I prefer eating fruit and vegetables (and I love grains and nuts of all kinds) but to manage my weight I find I have to eat a bunch of meat (more meat than I want). My brothers have found the same thing - as we've all got into our late 30s, we've had to switch to eating more meat (I eat mostly slow-cooker chicken) to keep from ballooning up in weight. But I also have to have carbs in the morning or else I under-perform at work. Anywho, your vague "natural"/"grandma-recognizable" stuff is completely useless for me: as a younger man I had no problem gaining weight on whole wheat bread (my mom ground the flour herself!) and home-grown potatos.
So what is it then? Maybe I ate too much? Well, you could say that for anything. Later in life, my mom lost a bunch of weight on some quack "HCG" diet (which is obvious nonsense, and yet it worked because it restricted calories). If you only ate things that being with the letter P on Mondays, you'd probably lose weight, at least for a while.. but it's hard to think of that as an effective meal-plan; it's effectively just "eat less".
"Don't eat too much" is an easy catchall, but is often completely unhelpful in terms of helping people make decisions that will make healthy living easier. And, for me, avoiding meats is advice that would make healthy living much harder. I've found a balance of stuff that's working for me (when other stuff didn't), and I'm mostly happy with my health/diet situation, but I've never seen some overarching theory that really fits my experience of health and nutrition. I imagine what you've presented is working for you, but it's not some universal home run - and I think a good chunk of it is baseless bollocks (or is correct by coincidence).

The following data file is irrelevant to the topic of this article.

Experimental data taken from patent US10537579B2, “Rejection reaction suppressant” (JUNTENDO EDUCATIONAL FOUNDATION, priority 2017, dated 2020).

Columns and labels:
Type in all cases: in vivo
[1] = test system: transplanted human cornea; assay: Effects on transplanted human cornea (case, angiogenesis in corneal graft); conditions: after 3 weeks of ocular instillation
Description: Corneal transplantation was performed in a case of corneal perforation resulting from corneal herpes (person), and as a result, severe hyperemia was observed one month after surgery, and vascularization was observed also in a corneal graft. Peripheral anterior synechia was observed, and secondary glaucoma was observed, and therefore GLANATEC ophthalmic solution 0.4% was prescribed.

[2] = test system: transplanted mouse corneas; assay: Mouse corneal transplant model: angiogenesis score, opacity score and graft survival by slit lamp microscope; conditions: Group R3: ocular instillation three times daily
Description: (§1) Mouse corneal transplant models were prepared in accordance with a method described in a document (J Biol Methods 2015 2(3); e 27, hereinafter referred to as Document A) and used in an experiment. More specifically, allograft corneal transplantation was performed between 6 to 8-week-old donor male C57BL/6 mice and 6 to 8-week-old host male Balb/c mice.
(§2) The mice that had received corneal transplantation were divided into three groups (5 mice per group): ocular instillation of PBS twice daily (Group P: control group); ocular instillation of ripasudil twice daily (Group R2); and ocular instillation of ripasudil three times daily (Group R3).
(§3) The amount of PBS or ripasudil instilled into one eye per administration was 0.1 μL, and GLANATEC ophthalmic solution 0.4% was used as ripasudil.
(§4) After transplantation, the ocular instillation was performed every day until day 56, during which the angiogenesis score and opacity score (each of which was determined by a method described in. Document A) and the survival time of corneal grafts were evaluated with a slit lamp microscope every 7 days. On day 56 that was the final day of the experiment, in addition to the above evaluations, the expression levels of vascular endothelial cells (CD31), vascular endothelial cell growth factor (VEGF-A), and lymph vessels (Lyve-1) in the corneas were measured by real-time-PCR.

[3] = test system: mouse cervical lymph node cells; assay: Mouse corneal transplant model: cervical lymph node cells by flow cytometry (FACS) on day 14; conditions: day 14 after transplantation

The very idea that there's a simple formula for how to do this is a big part of what's screwing people over; people glom onto some theory, and when they find it isn't working they blame themselves or give up. In the 80s, it was super simple: just eat less fat and you'll be less fat. That kind of sounds intuitive (man, people are eating a lot of fat these days, and fat is so calorie-dense!), and cutting fat worked for some people. Yet for many people, trying to cut fat was just going to make their life harder.
My sister-in-law is overweight and eats a bunch of nuts because it fits some Venn diagram of the 3 kinds of BS she's swallowed (and it would fit your plan too). But she's not losing weight. I think the nuts are making it harder. None of the people telling her things (and that's everyone; everyone is telling you something when you're an overweight female) are making things easier for her, and most of the sources she hears from in society pretty much actively shame her; they're saying "it's your fault for not eating more natural, for eating too much meat or gluten or dairy or whatever". Everyone has an idea, most of them backstopped by "well, if you're doing that stuff and still not losing weight, then you must be eating too much" and, again, the general notion "your lack of willpower is the core problem".
I don't think the answer IS simple. I think to help her, you'd need to sit down and look at all the things she eats and how much. You'd need to look at what she's doing, how she feels during the day, and what are the situations where she ends up really going off the rails and overeating. You'd need to try a few things, experiment through a few failures, and approach the problem from a few angles. "Her": the specifics of her body, her mind, and her life, would need to be part of the plan - such that if the plan fails, we don't say this external thing like "your willpower" failed, we say "we need a better plan".
Some people may just need a simple answer. For other people, I think "seeking the simple answer" is preventing them from building out the more complex answer they need.